Study of the Confession of Faith and Larger Catechism
by Rev. John M. Minich
[excerpted from THE PRESBYTERIAN 96.16 (22 April 1926): 11.
At the present time, when so much sinful opposition is being manifested toward that marvelous document, our Confession of Faith, the question might rightly be asked, “How thoroughly do ministers who, by God’s grace, still remain true to the pure, full gospel of Christ and Jesus, and yearn to be deepened in their spiritual comprehension, study this disputed, but nevertheless, grand statement and pronouncement of belief?”
We have expressed the opposition to the Confession as being “sinful” — indeed it is — for it reveals the insidious workings of Satan in the minds, hearts and lives of men, whereby they are turned against the Truth and blasphemously attempt to weaken the bulwarks of spiritual strength and assurance — so that, preferably, the machinations of men may prevail, and the hisses of the serpent may still be heard.
In our estimation, faithful ministers should not only now consider the Confession, but should approach it in a studious way, carefully meditating upon the contents of the various chapters. Because of this conviction, we have personally, just finished a very careful study of the glorious document and have been enriched spiritually beyond measure! The time spent was spiritually purifying to the mind. It quickened and augmented the theological acumen — with which all true ministers should be possessed in an operative way — for too few ministers are as deeply and fully familiar with the explanations of the great doctrines, as they may be rightly expected to be, nor are they as theologically potent as they should be for great, forceful, practical, effective preaching — their added knowledge and veritable growth in grace will not be a mental burden, but can be, as we have said, practically worked out in familiar expositions of the mysteries and glories of the Gospel — and this is necessary.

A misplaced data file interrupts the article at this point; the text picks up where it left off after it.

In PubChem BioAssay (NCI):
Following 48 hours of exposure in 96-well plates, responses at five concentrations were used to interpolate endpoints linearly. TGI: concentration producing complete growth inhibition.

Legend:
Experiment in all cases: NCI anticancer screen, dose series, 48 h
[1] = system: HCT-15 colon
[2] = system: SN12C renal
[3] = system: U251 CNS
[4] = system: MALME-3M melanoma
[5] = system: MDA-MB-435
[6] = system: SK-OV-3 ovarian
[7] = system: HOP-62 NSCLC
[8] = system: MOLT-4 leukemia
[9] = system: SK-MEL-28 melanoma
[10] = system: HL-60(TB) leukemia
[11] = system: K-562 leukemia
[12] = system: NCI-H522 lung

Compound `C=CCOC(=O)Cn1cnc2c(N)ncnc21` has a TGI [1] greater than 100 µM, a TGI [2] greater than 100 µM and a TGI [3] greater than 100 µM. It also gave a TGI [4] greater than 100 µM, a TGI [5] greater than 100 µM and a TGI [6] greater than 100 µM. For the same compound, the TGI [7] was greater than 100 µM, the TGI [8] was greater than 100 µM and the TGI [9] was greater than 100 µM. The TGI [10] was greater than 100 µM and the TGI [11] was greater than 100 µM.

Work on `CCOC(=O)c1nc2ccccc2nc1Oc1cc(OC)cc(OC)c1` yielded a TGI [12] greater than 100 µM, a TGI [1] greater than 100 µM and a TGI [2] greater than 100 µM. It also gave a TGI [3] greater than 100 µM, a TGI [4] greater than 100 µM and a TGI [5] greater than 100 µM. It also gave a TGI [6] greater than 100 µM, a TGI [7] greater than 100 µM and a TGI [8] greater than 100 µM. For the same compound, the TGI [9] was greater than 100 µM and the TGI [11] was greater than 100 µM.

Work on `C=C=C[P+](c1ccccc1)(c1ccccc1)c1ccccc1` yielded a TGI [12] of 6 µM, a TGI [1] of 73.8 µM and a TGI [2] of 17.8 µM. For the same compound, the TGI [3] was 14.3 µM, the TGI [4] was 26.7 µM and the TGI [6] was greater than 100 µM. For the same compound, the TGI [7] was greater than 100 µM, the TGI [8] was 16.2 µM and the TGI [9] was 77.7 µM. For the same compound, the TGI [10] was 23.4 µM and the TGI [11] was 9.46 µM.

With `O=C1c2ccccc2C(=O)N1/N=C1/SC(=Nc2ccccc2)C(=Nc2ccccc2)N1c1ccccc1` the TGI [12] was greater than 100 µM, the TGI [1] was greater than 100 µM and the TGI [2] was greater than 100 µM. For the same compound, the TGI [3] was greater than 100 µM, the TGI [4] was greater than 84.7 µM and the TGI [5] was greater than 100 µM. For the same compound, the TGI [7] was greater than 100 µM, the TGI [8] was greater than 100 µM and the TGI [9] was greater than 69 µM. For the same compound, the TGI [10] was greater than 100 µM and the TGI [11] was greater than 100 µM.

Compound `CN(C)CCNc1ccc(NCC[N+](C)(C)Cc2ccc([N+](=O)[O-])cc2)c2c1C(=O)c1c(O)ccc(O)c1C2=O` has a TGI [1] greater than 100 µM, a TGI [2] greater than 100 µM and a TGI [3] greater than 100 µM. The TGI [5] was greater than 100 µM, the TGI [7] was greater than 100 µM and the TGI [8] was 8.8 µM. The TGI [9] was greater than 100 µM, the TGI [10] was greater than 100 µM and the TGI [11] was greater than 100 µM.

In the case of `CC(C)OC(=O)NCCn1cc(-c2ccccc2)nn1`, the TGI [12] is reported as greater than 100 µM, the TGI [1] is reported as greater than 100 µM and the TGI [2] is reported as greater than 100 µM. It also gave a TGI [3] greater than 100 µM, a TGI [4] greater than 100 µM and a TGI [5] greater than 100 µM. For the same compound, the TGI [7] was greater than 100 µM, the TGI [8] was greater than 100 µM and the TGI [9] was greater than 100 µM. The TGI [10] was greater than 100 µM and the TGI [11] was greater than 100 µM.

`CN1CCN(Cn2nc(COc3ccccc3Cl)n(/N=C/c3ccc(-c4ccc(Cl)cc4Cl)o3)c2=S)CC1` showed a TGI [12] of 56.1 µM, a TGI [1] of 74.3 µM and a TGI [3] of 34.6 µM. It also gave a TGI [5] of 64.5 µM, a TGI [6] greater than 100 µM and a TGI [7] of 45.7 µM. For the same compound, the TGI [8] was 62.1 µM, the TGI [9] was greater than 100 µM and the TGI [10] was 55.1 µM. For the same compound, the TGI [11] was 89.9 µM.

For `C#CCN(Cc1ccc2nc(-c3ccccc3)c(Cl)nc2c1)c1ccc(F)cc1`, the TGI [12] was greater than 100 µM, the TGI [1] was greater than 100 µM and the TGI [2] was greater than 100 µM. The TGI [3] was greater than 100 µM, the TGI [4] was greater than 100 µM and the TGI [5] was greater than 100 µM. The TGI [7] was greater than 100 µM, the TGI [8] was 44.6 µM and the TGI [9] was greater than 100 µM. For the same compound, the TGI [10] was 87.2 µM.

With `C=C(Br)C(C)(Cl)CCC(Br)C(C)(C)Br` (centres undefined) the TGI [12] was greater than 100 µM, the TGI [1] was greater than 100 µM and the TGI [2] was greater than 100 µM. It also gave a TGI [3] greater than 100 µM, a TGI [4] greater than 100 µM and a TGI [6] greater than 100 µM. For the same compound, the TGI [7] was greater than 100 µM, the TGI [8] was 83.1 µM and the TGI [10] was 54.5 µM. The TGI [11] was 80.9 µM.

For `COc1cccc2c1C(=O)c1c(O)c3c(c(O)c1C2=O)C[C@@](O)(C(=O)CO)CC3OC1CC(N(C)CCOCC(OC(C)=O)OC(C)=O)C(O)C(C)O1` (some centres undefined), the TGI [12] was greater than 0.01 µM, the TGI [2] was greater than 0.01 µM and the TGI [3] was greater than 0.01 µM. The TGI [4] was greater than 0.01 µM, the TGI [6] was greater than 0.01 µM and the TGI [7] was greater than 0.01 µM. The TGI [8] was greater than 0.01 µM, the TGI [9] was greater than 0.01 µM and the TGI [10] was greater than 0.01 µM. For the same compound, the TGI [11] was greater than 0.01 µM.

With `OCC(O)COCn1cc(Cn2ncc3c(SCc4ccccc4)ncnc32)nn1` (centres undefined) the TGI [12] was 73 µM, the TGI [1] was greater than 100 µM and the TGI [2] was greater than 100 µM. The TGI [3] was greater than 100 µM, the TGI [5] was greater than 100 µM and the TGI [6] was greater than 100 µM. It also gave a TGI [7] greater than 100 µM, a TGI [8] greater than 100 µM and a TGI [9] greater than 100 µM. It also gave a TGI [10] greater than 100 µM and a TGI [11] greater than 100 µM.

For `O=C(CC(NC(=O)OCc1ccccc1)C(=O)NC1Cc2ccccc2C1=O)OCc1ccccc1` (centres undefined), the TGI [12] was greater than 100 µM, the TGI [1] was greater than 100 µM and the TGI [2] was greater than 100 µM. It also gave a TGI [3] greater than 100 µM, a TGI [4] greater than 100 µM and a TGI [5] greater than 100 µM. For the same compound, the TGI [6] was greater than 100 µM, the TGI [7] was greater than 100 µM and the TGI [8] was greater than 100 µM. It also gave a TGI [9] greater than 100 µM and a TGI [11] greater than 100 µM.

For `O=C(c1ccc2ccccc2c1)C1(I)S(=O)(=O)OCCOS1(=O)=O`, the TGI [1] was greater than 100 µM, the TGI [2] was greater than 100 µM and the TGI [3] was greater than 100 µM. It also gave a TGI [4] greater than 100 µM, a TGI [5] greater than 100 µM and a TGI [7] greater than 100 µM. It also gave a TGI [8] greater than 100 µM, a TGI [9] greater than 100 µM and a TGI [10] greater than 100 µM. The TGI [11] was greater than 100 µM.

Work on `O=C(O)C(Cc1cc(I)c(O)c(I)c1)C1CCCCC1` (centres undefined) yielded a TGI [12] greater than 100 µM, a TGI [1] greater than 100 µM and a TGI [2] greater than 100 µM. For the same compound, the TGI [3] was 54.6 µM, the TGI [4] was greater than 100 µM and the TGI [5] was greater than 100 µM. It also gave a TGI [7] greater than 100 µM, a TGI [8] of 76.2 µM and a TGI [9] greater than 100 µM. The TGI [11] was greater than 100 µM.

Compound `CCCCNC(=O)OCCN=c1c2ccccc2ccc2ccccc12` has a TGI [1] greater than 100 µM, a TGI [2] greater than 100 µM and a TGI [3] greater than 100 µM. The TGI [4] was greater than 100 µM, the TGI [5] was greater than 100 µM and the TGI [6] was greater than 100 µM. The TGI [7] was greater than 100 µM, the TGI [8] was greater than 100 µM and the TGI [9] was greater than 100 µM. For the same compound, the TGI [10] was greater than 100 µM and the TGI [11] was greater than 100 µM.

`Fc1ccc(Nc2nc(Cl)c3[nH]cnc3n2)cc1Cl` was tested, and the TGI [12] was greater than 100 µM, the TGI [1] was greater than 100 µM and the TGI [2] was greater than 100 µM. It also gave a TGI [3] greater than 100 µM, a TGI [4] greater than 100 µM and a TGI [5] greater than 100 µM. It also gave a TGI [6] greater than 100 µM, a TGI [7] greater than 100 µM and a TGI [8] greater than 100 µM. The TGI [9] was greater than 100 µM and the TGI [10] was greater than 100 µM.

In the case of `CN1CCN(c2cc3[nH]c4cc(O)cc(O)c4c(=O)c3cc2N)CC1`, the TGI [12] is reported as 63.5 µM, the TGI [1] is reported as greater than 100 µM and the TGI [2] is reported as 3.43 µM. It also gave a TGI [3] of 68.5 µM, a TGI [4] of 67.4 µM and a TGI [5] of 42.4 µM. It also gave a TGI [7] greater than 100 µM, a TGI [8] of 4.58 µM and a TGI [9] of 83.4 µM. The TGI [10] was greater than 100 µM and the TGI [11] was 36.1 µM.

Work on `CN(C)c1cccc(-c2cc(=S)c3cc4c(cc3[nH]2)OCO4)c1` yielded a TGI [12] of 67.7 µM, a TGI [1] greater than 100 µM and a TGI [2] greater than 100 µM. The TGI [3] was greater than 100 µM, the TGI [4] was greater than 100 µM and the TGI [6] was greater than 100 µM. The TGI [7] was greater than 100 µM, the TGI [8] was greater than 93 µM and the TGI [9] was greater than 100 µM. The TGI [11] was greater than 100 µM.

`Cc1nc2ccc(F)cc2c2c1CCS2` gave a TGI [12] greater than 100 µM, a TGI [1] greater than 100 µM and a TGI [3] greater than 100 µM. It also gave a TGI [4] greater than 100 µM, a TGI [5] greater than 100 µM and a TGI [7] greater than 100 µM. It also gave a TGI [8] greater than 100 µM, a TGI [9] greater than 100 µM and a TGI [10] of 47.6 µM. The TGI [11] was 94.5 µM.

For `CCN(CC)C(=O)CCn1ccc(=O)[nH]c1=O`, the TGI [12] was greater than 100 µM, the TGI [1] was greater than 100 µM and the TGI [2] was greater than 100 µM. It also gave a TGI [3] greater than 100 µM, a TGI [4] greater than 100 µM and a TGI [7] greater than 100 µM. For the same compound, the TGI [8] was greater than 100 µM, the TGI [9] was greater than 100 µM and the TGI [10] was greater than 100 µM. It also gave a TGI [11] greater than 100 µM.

The ministry needs to gird itself more adequately with theological and truly spiritual power ; ministers should be more largely theologians than they are at present. Doctors know more — far more — of the essence of their profession than do most ministers of theirs — and this “ought not so to be.” Study of the Confession of Faith alone would further them along needful channels of equipment.
Then there is the matter of the Larger Catechism — so splendidly expressive ! — with no intention, for the present purpose, of memorizing it, we have begun a study of it — just to carefully consider the gem-truths contained in the questions and especially the answers — perhaps a strange line of study some might think — but this aspect of “some might think” is so often wrong — because we have found the study so far to be surprisingly lucrative of qualitative good, accomplishing a work of clarification.
To be grounded in the facts of the Catechism is to be more truly rooted in the faith “once delivered to the saints.” We need bed-rock grounding, we must be deeply rooted in God and his Truth, and then serve him with power — his power — so graciously given!